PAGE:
For men, drinking two to three cups of caffeinated coffee daily was a "wash" -- not associated with either an increased or a decreased risk of death during the follow up, from 1986 to 2004.
The lower death rate was mainly due to a lower risk for heart disease deaths, the researchers found, while no link was discovered for coffee drinking and cancer deaths. The relationship did not seem to be directly related to caffeine, according to the researchers, since those who drank decaf also had a lower death rate than those who didn't drink either kind of coffee.
In the past, studies have come up with mixed results on the health effects of coffee, with some finding coffee increased the risk of death and others not.
More recently, research has found coffee drinking linked with a lower risk of type 2 diabetes and some cancers, and preventing the development of cardiovascular disease, Lopez-Garcia said.
The strength of her current study, she said, includes the large number of participants and long follow-up period.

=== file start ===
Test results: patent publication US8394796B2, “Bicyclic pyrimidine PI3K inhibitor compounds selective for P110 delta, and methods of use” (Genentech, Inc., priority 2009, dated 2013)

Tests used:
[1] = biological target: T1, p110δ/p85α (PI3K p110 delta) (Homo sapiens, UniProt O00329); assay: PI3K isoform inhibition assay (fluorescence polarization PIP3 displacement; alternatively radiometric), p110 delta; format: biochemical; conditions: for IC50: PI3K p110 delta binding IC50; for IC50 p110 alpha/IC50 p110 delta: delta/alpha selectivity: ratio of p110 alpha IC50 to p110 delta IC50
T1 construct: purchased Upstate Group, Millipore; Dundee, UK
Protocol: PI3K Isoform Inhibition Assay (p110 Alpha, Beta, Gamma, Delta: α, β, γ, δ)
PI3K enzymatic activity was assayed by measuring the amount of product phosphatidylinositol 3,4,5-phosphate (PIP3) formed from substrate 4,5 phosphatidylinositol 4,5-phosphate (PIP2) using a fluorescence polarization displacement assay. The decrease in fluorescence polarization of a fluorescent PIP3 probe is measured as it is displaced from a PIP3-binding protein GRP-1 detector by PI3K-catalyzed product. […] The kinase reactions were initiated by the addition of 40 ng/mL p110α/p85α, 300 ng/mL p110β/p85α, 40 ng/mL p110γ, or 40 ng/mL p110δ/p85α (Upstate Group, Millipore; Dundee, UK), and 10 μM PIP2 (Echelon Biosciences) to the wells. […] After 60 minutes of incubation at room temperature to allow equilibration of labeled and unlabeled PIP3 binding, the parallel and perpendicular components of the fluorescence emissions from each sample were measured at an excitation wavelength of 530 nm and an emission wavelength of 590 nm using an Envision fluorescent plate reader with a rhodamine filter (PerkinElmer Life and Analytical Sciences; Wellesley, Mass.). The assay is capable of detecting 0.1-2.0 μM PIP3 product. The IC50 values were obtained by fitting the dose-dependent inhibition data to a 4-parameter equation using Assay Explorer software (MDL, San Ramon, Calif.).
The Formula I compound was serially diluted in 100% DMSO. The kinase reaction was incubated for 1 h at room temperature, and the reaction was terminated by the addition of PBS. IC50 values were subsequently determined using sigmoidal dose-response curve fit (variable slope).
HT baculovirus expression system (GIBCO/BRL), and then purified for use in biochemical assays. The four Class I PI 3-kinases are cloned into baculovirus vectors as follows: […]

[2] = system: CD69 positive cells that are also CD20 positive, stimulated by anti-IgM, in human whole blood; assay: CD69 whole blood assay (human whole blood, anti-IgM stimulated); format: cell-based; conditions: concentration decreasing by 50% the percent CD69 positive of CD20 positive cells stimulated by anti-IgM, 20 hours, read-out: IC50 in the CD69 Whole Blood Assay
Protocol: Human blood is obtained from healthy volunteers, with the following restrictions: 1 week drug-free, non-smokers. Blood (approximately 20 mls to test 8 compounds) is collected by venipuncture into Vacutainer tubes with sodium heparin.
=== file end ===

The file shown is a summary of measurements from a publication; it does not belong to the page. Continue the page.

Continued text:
While the study is interesting, it does have its shortcomings, said Dr. Peter Galier, an internal medicine specialist, former chief of staff at Santa Monica UCLA and Orthopedic Hospital and associate professor of medicine at the University of California Los Angeles' David Geffen School of Medicine.
Self-reporting is one shortcoming, he said, because people may have under- or over-reported their coffee consumption, for instance.
"I think what this study tells us is not so much that coffee is the answer to everything," he said. But, rather, that some compounds, such as the antioxidants found in coffee, may be healthy.
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